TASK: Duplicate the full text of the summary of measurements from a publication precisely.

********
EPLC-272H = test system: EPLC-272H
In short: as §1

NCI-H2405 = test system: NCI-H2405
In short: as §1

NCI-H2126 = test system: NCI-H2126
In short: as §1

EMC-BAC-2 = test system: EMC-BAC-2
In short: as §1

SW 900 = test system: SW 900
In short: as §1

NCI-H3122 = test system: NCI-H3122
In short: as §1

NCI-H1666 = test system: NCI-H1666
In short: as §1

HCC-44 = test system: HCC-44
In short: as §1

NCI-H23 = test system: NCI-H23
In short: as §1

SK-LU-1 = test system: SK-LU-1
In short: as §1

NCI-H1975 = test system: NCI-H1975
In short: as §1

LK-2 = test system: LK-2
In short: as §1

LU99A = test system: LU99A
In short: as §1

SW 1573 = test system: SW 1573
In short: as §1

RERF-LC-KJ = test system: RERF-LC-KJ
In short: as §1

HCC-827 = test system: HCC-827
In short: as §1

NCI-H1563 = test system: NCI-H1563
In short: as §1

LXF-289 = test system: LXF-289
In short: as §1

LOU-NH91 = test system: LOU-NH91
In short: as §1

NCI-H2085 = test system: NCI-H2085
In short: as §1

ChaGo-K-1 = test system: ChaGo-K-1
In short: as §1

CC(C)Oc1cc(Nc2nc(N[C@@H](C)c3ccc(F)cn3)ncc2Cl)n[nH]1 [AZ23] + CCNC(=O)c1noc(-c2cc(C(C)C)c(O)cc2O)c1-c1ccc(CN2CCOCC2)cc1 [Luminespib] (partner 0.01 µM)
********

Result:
EPLC-272H = test system: EPLC-272H
In short: as §1

NCI-H2405 = test system: NCI-H2405
In short: as §1

NCI-H2126 = test system: NCI-H2126
In short: as §1

EMC-BAC-2 = test system: EMC-BAC-2
In short: as §1

SW 900 = test system: SW 900
In short: as §1

NCI-H3122 = test system: NCI-H3122
In short: as §1

NCI-H1666 = test system: NCI-H1666
In short: as §1

HCC-44 = test system: HCC-44
In short: as §1

NCI-H23 = test system: NCI-H23
In short: as §1

SK-LU-1 = test system: SK-LU-1
In short: as §1

NCI-H1975 = test system: NCI-H1975
In short: as §1

LK-2 = test system: LK-2
In short: as §1

LU99A = test system: LU99A
In short: as §1

SW 1573 = test system: SW 1573
In short: as §1

RERF-LC-KJ = test system: RERF-LC-KJ
In short: as §1

HCC-827 = test system: HCC-827
In short: as §1

NCI-H1563 = test system: NCI-H1563
In short: as §1

LXF-289 = test system: LXF-289
In short: as §1

LOU-NH91 = test system: LOU-NH91
In short: as §1

NCI-H2085 = test system: NCI-H2085
In short: as §1

ChaGo-K-1 = test system: ChaGo-K-1
In short: as §1

CC(C)Oc1cc(Nc2nc(N[C@@H](C)c3ccc(F)cn3)ncc2Cl)n[nH]1 [AZ23] + CCNC(=O)c1noc(-c2cc(C(C)C)c(O)cc2O)c1-c1ccc(CN2CCOCC2)cc1 [Luminespib] (partner 0.01 µM)